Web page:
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Coade stone was a ceramic material that has been described as an artificial stone. It was first created by Mrs Eleanor Coade (Elinor Coade, 1733-1821), and sold commercially from 1769 to 1833. The building boom in London, at this time, led to a high demand for ornate features to decorate and adorn brick-built Georgian houses. The showrooms of Mrs Coade's Artificial Stone Company, in Westminster Bridge Road, provided a huge array of 'off the shelf' solutions for builders and architects, ranging from small keystones for over front doors to corner and window features and almost entire façades. The factory was in Lambeth, London, where the Royal Festival Hall now stands.
The company initially did very well, boasting an illustrious list of customers such as George III and quite a few members of the English nobility (Wendy Moonan remarks in the New York Times that Mrs. Coade sold to "a Debrett's full of English lords and Dukes."). Despite the presence of Coade stone at several prominent sites, after the first Mrs. Coade's death in 1821, her daughter and relatives (who inherited the firm) apparently did not do as well. The firm went bankrupt in 1833.
Additional recommended knowledge
Coade Stone is a form of Stoneware (vitrified ceramic). Mrs Coade’s own name for her products was Lithodipyra, which was a word constructed from ancient Greek words, which she strung together, meaning stone/twice/fire (λιθος/δις/πυρα). Its colours varied between light grey to light yellow (or even beige) and its surface is best described as having a matte finish.
The ease with which the product could be moulded to complex shapes made it ideal for large statues, sculptures and sculptural façades. Moulds were often kept for many years, for repeated use. One-offs were clearly much more expensive to produce, as they would have to carry the entire cost of creating the mould.
One of the more striking features of Coade is its incredible weathering resistance, which is better than that of most stone in the harsh London environment. Thus, examples of Coade stonework have survived very well; prominent examples listed above have survived without any apparent wear and tear even after 150 years.
As a material, Coade stone was replaced by the much cheaper Portland cement (an artificial material) and it appears that it was largely phased out by the 1840s.
The 'recipe' for Coade stone is, contrary to popular belief, still in existence, and it can still be produced. Rather than being based on cement (as concrete articles are), it is a ceramic material. Its manufacture required special skills: especially careful control and skill in kiln firing, over days. This skill is even more remarkable when the potential variability of kiln temperatures in those times is considered. Mrs Coade's factory was the only really successful manufacturer.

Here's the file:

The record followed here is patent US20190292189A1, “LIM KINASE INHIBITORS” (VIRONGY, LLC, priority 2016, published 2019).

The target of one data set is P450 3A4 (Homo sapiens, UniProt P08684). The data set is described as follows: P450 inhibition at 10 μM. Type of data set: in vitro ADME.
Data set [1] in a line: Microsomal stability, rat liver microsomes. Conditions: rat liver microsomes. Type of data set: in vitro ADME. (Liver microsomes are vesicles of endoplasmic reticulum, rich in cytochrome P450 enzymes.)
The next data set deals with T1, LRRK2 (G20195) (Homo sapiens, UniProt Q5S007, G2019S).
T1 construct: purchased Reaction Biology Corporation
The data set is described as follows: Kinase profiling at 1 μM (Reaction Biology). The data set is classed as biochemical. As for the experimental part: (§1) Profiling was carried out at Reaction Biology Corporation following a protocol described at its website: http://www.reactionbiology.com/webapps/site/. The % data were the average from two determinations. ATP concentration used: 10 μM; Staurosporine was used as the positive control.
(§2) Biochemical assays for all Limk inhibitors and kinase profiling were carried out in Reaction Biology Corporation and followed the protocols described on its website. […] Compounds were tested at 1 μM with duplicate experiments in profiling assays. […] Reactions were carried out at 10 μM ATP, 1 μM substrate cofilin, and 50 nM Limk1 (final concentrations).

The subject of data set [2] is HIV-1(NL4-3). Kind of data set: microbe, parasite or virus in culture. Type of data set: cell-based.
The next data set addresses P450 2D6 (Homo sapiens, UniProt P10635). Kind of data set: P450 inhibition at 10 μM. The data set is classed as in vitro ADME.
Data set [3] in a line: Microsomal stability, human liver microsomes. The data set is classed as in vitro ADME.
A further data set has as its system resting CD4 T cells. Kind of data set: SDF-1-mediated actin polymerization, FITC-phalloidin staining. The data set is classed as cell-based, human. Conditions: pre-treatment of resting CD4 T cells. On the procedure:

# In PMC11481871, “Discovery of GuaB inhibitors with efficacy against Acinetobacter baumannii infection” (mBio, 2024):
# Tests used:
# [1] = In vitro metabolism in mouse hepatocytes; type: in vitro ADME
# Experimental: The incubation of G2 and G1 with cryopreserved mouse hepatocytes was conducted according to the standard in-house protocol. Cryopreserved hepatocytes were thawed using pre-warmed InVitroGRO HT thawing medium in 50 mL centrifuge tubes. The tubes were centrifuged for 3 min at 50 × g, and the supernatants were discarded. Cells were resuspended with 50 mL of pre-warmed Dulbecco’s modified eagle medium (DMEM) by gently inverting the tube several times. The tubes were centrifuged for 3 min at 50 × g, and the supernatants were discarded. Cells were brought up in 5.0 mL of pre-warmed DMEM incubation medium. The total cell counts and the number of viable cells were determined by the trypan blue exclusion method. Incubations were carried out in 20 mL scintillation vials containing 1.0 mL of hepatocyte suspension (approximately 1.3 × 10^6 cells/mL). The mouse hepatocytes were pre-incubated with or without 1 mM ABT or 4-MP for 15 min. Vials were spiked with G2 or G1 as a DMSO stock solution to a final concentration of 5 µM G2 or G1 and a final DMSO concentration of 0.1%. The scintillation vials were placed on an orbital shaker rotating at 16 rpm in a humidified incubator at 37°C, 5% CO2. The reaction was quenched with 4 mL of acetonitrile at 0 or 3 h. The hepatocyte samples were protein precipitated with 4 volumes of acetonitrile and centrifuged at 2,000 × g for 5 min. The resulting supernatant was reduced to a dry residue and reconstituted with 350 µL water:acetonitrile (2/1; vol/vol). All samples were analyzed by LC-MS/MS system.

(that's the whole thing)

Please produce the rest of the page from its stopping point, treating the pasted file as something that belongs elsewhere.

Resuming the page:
The formula used was:
The 'grog' which was used was made up of finely crushed fired items, such as pitchers (ware that has been fired but rejected to the presence of faults). This was also referred to as "fortified clay" which was then inserted (after kneading) into a kiln which would fire the material at a temperature of 2012 degrees Fahrenheit for somewhere over four days.
Mrs Coade was a resident of Lyme Regis, Dorset, living in Belmont House in that town. The pavement (sidewalk) outside the Philpot Museum, Lyme Regis, is inlaid with decorative examples of Coade stone, in the shape of Ammonites, set within its surface. They have proved durable enough to have survived the wear of myriad footfalls, over the years. Belmont House appropriately carries examples of the work on its façade.
Example of Use
One easily seen example of its use is the statue of the Lion at the south end of Westminster Bridge in central London. This was the icon on the old Red Lion Brewery, that existed on the Lambeth bank of the River Thames.
The statue was removed from on top of the brewery when it was demolished in 1950 to make way for the South Bank Site of the Festival of Britain in 1951. The Lion was placed at street level for all to see. When it was removed, the initials of the sculptor and the date, 24 May 1837, were discovered under one of its paws. From the photograph, it can be seen that the fine details still remain even after 170 years of London's corrosive atmosphere, which was caused by the heavy use of coal throughout the 19th century and the first half of the 20th century. The red paint was removed from the surface of the lion so that the Coade stone could be seen easily.
Coade stone was also used at Buckingham Palace (though in the rear section so not open to the public), Castle Howard, St. Paul's Cathedral, Brighton Palace and the sculptural reliefs above the entrance to the Imperial War Museum. According to BBC research, over 650 pieces are still in existence world-wide.
|This article is licensed under the GNU Free Documentation License. It uses material from the Wikipedia article "Coade_stone". A list of authors is available in Wikipedia.|